2009 Children's Camp Incident Summary
In 2009, two thousand eight hundred sixty-one (2,861) children's camps were issued permits to operate by local health departments (LHDs) in New York State. Five hundred seventy-eight were overnight camps and 2,283 were day camps, including 344 municipal day camps and 25 traveling summer day camps. It is estimated that over 900,000 children attend NYS children's camps each year.
To assess the health and safety at camps, a children's camp incident surveillance system is maintained. This system requires camp operators to report serious injuries, illness and allegations of camper abuse to LHDs, who investigate the incidents and enter information into an electronic database. A total of 1,176 incidents (3243 victims) were reported statewide, indicating that less than four-tenths of 1% of campers experience injury and illness while at camp. Statewide analysis of the data is used for injury prevention and control and has been used to amend the State Sanitary Code (SSC) and develop administrative guidance. The following summarizes the 2009 reportable incidents.
Nine hundred twenty eight (928) injuries were reported during the 2009 camping season. This represents a slight increase in the number of injuries reported when compared to the 900 injuries reported in 2008.
Ninety-five (95) illness outbreaks were reported. These include sixty-one outbreaks of influenza-like illness (ILI) (1600 cases), seven Pediculosis outbreaks (54 cases), six strep throat outbreaks (26 cases), five gastrointestinal illness outbreaks (91 cases), four conjunctivitis outbreaks (15 cases), two impetigo outbreaks (13 cases), one outbreak each of febrile illness (55 cases), noro-like virus (43 cases), mumps (25 cases), Folliculitis (16 cases), Staphylococcus aureus infection (5 cases), Fifth's disease (4 cases), Chicken pox (2 cases), E. coli 0157 (2 cases) and a cold type virus (seven cases).
A chlorine gas inhalation incident was reported at a day camp. Seventy-three campers were swimming at an off-site pool when campers began to experience eye irritation. The pool area was evacuated and three campers were treated by EMS at the scene until their parents picked them up. It was determined that a chlorine gas resulting from an employee mistakenly adding Sodium Hypochlorite (chlorine) to the acid crock causing the chlorine gas to form.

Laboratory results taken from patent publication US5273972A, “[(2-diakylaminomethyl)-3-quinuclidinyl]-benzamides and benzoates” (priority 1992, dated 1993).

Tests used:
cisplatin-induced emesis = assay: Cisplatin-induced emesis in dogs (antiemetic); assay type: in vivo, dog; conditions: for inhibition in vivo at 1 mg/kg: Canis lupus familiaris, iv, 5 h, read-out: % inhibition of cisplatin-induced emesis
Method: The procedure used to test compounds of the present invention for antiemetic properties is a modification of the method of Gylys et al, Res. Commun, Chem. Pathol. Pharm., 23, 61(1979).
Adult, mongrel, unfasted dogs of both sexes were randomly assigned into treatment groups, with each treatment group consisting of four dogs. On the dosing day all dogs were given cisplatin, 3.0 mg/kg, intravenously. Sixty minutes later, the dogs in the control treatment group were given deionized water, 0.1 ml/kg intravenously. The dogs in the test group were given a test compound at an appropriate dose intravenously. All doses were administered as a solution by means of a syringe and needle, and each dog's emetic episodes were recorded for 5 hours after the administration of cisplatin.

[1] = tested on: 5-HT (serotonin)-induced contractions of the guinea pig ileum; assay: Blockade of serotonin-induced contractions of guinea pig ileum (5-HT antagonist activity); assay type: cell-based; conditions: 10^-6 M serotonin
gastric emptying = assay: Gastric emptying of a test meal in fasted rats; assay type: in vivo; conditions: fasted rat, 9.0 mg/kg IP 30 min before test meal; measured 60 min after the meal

On August 18, 2009, the New York State Department of Health was notified of mumps cases at an overnight children's camp serving approximately 400 boys. The index patient was an 11-year-old boy, who had onset of symptoms on June 28 after returning from the United Kingdom where a mumps outbreak is ongoing. A total of 25 cases were reported including laboratory confirmed and probable cases based on an evaluation by a medical doctor. Additionally, 97 suspect cases were identified. After the summer, the outbreak spread from the camp and gradually increased in size to become the largest US mumps outbreak since 2006, according to the CDC. The outbreak highlights the importance of identifying and reporting mumps in the camp setting to allow for a quick effective response to prevent or reduce additional exposure. This was the second mumps outbreak in a camp since 2005.
The 2009 camp season began as New York State and the world was responding to the emerging pandemic of novel influenza A (H1N1). Due to the significant impact on the camp season, New York State's experience with the illness is addressed in a separate report entitled "2009 Report of New York State Influenza-Like Illness at Children's Camps."
Thirteen (13) allegations of abuse against 13 campers were reported. Six victims were alleged to have suffered physical abuse, and seven victims were alleged to have suffered sexual abuse. The alleged perpetrator was a counselor or other staff member in nine incidents, another camper in three incidents and a trespasser on the grounds in one incident. Multiple perpetrators were identified in one sexual abuse allegation.